It seems that we all want justice. But from what perspective? We each think of justice as being something different depending on how we look at the situation.
Our sermon today was from John 21: 7-9, 15-19. Most of you will remember what Simon Peter did when Jesus was condemned to be crucified. So a little back story to help you understand what’s going on. Jesus had told Peter that he would deny Jesus three times before the rooster crowed. Of course, Peter never would do such a thing, yet that’s exactly what he found himself doing.
Let’s fast forward to the third time the disciples see Jesus after his resurrection. Peter had to feel guilty after denying to know Christ, 3 times even! Peter wanted to go fishing, that’s what he’d done for a living before knowing Jesus. Maybe he thought that he’d have no place in Jesus’ entourage now. But he and his friends fished all night and had nothing to show for it.
Jesus shows up on the shore as they come in to dock and suggests they throw their net on the other side of the boat. They are fishermen! Don’t you think they knew where to find the fish? They thought it useless, but followed Jesus’ direction, never the less. When they brought the net in, the net was full of fish!
Do you think Peter expected Jesus to not want to be around him after the abandonment? Likely, but that’s not who Jesus is! Instead, this is what Jesus does…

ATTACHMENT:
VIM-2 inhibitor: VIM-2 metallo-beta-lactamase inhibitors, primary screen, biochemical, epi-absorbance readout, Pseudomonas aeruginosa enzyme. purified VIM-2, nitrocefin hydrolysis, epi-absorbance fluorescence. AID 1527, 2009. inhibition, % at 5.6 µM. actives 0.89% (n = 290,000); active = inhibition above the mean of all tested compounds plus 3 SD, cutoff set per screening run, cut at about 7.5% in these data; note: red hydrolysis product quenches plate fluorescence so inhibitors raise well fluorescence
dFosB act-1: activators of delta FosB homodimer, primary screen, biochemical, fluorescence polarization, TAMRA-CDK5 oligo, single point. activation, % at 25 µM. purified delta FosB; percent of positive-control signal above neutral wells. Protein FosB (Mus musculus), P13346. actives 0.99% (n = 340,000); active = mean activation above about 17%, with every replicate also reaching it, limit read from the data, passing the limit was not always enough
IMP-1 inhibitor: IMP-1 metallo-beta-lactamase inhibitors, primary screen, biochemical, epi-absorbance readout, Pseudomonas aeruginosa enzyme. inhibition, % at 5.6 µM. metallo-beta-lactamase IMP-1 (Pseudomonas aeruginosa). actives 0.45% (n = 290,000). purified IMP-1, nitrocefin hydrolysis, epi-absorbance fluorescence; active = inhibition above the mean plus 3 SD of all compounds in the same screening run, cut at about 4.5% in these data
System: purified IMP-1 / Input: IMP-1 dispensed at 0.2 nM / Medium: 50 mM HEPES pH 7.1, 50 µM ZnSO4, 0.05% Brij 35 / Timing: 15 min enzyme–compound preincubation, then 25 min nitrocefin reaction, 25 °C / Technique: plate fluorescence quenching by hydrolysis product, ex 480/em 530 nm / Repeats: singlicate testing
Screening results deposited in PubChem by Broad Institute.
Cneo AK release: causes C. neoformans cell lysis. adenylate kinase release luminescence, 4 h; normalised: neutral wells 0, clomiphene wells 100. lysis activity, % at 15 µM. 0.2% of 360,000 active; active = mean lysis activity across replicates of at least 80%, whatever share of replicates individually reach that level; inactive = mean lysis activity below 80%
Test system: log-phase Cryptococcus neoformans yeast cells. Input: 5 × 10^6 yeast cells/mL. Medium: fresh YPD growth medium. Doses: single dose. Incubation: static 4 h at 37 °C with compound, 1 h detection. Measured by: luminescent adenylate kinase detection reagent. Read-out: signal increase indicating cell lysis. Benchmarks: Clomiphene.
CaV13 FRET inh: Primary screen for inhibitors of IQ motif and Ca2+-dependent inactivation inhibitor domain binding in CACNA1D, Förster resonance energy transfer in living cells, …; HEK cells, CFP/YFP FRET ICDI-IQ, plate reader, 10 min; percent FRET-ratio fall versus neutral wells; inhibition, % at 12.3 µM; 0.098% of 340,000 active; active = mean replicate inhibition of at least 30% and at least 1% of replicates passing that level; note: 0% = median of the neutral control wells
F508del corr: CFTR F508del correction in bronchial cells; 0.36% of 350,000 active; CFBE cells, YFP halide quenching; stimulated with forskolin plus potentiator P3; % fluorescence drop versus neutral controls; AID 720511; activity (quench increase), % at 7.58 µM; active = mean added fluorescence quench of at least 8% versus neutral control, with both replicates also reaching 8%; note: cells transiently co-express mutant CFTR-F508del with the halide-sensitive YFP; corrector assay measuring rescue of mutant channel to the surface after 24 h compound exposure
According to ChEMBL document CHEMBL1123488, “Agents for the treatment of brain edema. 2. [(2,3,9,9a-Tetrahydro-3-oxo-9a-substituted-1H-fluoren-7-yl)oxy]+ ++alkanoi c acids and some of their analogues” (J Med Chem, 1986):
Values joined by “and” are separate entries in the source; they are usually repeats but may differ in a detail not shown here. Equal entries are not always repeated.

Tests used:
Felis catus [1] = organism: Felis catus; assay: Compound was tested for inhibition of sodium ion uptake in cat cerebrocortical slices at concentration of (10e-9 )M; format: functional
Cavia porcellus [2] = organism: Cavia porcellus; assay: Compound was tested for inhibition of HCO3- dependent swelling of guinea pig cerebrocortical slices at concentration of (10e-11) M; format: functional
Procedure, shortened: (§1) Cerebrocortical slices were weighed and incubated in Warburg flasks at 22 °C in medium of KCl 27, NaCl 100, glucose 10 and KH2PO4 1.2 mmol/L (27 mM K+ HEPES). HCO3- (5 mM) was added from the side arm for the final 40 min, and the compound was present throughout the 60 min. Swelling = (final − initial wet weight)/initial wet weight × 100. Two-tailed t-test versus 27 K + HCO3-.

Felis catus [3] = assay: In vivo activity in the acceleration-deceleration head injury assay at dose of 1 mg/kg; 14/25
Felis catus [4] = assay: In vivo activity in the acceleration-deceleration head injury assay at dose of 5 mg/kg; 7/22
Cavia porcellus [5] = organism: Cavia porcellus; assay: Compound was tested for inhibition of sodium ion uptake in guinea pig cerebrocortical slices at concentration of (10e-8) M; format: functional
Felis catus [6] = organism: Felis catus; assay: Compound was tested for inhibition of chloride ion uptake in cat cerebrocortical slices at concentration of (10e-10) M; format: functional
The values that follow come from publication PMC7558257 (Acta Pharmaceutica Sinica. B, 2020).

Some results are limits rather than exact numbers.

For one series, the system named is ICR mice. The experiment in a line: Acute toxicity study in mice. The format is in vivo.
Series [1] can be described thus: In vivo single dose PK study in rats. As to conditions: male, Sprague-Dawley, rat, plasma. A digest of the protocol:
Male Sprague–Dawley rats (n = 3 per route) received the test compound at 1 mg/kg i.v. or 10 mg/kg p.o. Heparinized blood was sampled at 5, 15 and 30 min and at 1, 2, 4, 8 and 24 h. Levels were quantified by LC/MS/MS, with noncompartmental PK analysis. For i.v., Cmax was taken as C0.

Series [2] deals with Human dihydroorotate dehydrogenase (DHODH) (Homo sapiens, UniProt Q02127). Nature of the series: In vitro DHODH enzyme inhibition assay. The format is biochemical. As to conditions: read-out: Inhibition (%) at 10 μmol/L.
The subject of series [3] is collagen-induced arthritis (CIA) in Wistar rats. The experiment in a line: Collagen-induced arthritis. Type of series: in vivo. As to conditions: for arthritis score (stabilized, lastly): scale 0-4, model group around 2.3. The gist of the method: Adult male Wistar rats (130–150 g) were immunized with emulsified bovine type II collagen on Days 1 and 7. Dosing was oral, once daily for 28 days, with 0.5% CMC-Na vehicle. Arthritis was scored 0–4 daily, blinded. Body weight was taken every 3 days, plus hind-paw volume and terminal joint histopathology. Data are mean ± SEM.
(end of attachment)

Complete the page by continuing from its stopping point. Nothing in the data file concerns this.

When they had finished eating, Jesus said to Simon Peter, “Simon, son of John, do you love me more than these?”
“Yes, Lord,” he said, “you know that I love you.”
Jesus said, “Feed my lambs.”
Again Jesus said, “Simon son of John, do you love me?”
He answered, “Yes, Lord, you know that I love you.”
Jesus said, “Take care of my sheep.”
The third times he said to him, “Simon son of John, do you love me?” He said, “Lord, you know all things; you know that I love you.”
Jesus aid, Take care of my sheep. Very truly I tell you, when you were younger you dressed yourself and went where you wanted; but when you are old you will stretch out your hands, and someone else will dress you and lead ou where you do not want to go.” Jesus said this to indicate the kind of death by which Peter would glorify God. Then he said to him, “Follow me!”John 21: 15-19
What can we take away from this? Jesus restored Peter by making him face his failing, the same as he does with us. He meets our need, offers us another way to do things, and invites us to participate in His work. (Jesus already had fish on the shore cooking, but he told them to throw the net on the other side, and he told them to bring along some of the fish they caught.
We’ll never get past our failings until we can face them. Jesus helps us do this by restoring us when we follow him and allowing us to help restore others. This is exactly what Jesus instructed Peter to do, isn’t it?
So, let’s stop pointing the finger at others and talking maliciously about our brothers and sisters. Jesus wants us to restore not serve justice. It’s all about grace. That’s what Jesus gives us.
- The church is like Peter
- We are like Peter
- The foundation on which the church is built was (and is) impetuous, fickle, rushed into conflict.
- We are also covered by the same blood of Christ that Peter was.
- And who is the guy that stands at the gates of heaven?…St. Peter, of course!
- He was as messed up as we all are…and then he was restored.
- Feed Jesus’ sheep. Care for Jesus’ sheep. And follow Him.
- Be like Christ to a world that needs restoring…
I love it when a story that I’ve read time and time again takes on new meaning when I have someone that knows more than I do points out a few items that I don’t understand. Sure, I read the Bible daily and go to Bible study weekly, but it doesn’t replace what I can learn on a Sunday morning from my pastor. And I need to see my church family and feel the love that God wants me to feel from them. Yep, Sunday is my favorite day of the week!